28 May 1999



Tests for monitoring

resistance to herbicides and

fungicides will be part of

the IACR exhibit at the

Cereals Event this year.

Louise Impey gets an

update on progress with

procedures for grass weeds

and Rhynchosporium

IACR-ROTHAMSTEDs Rapid Resistance Test, which detects resistance to herbicides in blackgrass, will be displayed at the event for the first time this year.

The new test will be more widely available this summer, after successful evaluation last year by a selected group comprising growers, distributors, agronomists and manufacturers, says Stephen Moss of IACR-Rothamsted.

He also says herbicide resistance to blackgrass now exists in 30 counties across the UK, with more than 750 farms affected. "Weve stopped keeping track of every reported case," Dr Moss admits. "But we know it can occur anywhere."

Concern at rise

The rise in target-site resistance is of greatest concern. "Its more common than growers think and affects the performance of herbicides based on fops and dims."

Resistance in wild oats and ryegrass is also increasing. "We havent tested as many samples but we know both are widespread. Resistant wild oats have been found in 19 counties and ryegrass in 11. But without a national survey, it is impossible to be certain about the extent of the problem."

Dr Moss stresses that the Rothamsted Rapid Resistance Test is not designed primarily for grower use. "The ideal time to do the testing in August/September clashes with harvest and great attention to detail is required. But it is perfect for agronomists, agrochemical distributors or any organisation with basic laboratory facilities. Interpretation of the results is also very important.

The whole test is likely to take about two hours a sample initially, with the time being spread out over several weeks. "It includes collecting, cleaning and counting the seeds, mixing up herbicide solutions, treating the samples and then assessing and interpreting the results. With experience, this time will be reduced to one hour a sample."

Dr Moss believes the new test has advantages over others. "Its certainly quicker than a pot test because the result comes through by September, in time to influence autumn strategies. And its potentially cheaper for the number of herbicides tested.

"It also identifies the mechanisms of resistance, so that an appropriate control strategy can be devised even if a problem is confirmed."

The actual cost for a test will depend on its uptake. "Theres obviously going to be a cost for the equipment needed and for the standard populations required to conduct the test. We are still determining interest in the procedure."

A new simpler system for categorising resistance is also being considered by the Weed Resistance is also being considered by the Weed Resistance Action Group (WRAG), says Dr Moss. "The current rating system has been useful, but it has too many categories and has been modified by many organisations.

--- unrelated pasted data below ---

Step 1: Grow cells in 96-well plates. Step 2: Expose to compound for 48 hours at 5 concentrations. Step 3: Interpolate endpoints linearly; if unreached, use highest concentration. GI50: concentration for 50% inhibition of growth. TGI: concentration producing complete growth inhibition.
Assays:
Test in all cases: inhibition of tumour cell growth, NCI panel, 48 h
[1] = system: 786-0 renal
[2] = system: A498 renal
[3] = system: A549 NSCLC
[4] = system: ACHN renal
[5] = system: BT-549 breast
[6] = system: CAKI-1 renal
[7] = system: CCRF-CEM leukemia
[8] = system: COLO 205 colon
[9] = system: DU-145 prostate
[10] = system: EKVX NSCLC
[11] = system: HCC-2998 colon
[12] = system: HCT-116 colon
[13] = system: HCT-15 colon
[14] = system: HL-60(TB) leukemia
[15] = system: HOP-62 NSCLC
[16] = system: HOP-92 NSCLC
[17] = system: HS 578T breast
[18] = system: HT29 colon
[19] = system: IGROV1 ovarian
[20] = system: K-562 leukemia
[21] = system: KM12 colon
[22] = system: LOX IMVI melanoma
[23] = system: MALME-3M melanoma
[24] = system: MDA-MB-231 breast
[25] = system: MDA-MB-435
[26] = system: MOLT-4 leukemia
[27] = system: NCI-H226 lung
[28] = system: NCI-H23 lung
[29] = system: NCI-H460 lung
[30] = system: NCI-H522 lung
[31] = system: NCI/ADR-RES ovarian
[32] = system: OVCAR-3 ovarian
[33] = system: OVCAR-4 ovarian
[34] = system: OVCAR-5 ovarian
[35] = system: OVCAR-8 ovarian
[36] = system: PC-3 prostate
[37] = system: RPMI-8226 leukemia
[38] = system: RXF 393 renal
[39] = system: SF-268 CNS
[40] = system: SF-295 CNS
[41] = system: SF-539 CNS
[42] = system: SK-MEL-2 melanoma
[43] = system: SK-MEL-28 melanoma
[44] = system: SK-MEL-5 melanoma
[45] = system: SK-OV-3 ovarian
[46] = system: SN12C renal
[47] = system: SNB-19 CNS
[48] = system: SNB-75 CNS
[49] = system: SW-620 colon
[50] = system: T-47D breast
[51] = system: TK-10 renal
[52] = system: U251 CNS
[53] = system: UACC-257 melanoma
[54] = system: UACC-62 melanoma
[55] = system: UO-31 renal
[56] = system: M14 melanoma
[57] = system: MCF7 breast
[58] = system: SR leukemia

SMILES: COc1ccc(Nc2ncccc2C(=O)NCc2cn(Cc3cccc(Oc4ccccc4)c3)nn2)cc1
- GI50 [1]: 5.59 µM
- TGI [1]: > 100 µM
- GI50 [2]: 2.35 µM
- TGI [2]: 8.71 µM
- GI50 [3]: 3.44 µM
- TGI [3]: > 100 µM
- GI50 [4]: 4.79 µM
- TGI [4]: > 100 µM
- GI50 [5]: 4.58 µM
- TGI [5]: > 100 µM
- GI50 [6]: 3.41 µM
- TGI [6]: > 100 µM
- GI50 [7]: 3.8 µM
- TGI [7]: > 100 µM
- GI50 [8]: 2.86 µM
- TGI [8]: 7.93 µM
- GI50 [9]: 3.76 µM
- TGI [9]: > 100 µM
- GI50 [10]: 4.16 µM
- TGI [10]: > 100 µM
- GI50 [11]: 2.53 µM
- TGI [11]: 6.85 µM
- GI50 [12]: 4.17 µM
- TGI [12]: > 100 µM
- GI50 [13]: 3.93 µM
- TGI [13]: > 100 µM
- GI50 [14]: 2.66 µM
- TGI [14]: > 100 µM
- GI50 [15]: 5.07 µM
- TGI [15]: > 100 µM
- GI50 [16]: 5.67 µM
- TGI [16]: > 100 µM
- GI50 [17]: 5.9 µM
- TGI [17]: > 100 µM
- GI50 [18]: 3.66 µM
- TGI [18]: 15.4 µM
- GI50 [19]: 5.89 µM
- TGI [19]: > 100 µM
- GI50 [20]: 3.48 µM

"We think that a streamlined version, consisting of four categories would be better."

&#8226 RRR would denote resistance confirmed, highly likely to reduce herbicide performance (previously 5*/4*).

&#8226 RR would be resistance confirmed, probably reducing herbicide performance (3*/2*),

&#8226 R? would be early indication that resistance may be developing, possibly reducing herbicide performance (1*),

&#8226 S would represent susceptible.

"WRAG hopes that all testing organisations will use the new system from this summer," he concludes.


RESISTANCE in rhynchosporium to some DMI fungicides is difficult to test for because its distribution within a field is not uniform, warns Derek Holloman of IACR-Long Ashton.

"Although we have the technology to detect the problem, we are still not sure of the best way to sample a field so that we can be sure of getting valid results," he says.

Changes in sensitivity to fungicides develop in patches, spreading out from foci, explains Dr Holloman. "And cross-resistance patterns can also make the situation more complicated."

He believes that as modern diagnostic procedures become more commonplace on farms, growers and researchers have to consider how crop sampling should be done. "It would be very easy to walk the classic W shape across a field and not find any resistance in the sample, even though it did exist in the field. So research is now being done on sampling.

"Dont forget that in a farm situation, just one sample has to give the answer."

Growers with rynchosporium resistance will have noticed poor performance of DMI fungicides, such as epixiconazole and flusilazole. "But dont forget that timing of application is also important for good rhychosporium control. So make sure youve discounted all the other reasons for poor control before blaming resistance, says Dr Holloman.

He adds that the problem is widespread in Scotland and wetter areas of the UK. "Its not a wind-borne disease, so it shouldnt spread too rapidly. But where growers have been using DMI fungicides for a number of years, its likely that a resistance problem will exist." &#42